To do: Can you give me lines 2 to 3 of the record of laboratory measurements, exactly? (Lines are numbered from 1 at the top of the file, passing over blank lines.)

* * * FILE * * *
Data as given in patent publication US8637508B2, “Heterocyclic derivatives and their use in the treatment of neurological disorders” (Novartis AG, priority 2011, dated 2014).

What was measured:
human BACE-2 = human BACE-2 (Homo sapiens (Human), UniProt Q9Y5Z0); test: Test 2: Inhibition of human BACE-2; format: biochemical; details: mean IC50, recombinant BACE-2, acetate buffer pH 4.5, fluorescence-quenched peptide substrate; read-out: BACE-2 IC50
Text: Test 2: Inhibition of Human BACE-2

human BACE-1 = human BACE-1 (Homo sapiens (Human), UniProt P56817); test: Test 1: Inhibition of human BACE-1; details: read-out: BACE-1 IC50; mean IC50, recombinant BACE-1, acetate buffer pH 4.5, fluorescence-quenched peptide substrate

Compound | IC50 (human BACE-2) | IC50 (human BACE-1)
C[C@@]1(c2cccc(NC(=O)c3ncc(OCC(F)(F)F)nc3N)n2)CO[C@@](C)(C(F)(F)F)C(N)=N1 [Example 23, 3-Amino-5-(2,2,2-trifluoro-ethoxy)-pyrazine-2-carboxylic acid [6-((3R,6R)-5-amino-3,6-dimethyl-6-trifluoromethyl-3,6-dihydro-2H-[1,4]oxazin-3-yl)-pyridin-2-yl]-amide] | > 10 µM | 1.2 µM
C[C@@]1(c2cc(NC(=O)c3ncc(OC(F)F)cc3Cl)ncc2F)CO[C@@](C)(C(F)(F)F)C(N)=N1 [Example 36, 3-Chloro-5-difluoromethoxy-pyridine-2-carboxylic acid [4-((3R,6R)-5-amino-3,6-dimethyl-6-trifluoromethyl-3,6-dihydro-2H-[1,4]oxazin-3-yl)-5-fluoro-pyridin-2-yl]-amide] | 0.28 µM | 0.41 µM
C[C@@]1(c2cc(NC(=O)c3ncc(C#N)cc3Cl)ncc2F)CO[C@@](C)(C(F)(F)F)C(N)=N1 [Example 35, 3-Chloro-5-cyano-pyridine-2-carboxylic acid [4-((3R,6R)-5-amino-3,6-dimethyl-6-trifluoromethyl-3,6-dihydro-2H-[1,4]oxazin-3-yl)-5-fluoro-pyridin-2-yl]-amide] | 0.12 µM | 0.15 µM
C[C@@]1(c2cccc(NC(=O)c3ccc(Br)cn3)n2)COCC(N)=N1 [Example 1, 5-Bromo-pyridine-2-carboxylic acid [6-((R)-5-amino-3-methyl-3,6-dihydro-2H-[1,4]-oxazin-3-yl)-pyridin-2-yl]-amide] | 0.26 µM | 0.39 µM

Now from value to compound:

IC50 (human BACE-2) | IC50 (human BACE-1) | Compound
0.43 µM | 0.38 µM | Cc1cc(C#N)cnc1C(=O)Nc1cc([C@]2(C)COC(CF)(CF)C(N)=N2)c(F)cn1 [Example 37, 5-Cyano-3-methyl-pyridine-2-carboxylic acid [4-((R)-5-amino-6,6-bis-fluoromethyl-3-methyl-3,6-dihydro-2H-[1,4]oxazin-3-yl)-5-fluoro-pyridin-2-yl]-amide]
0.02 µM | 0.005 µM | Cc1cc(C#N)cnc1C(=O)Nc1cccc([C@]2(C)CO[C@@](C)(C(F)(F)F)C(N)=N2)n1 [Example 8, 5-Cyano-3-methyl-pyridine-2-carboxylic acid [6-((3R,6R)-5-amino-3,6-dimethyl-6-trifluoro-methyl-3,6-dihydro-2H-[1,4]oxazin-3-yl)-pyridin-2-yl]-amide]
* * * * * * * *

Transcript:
What was measured:
human BACE-2 = human BACE-2 (Homo sapiens (Human), UniProt Q9Y5Z0); test: Test 2: Inhibition of human BACE-2; format: biochemical; details: mean IC50, recombinant BACE-2, acetate buffer pH 4.5, fluorescence-quenched peptide substrate; read-out: BACE-2 IC50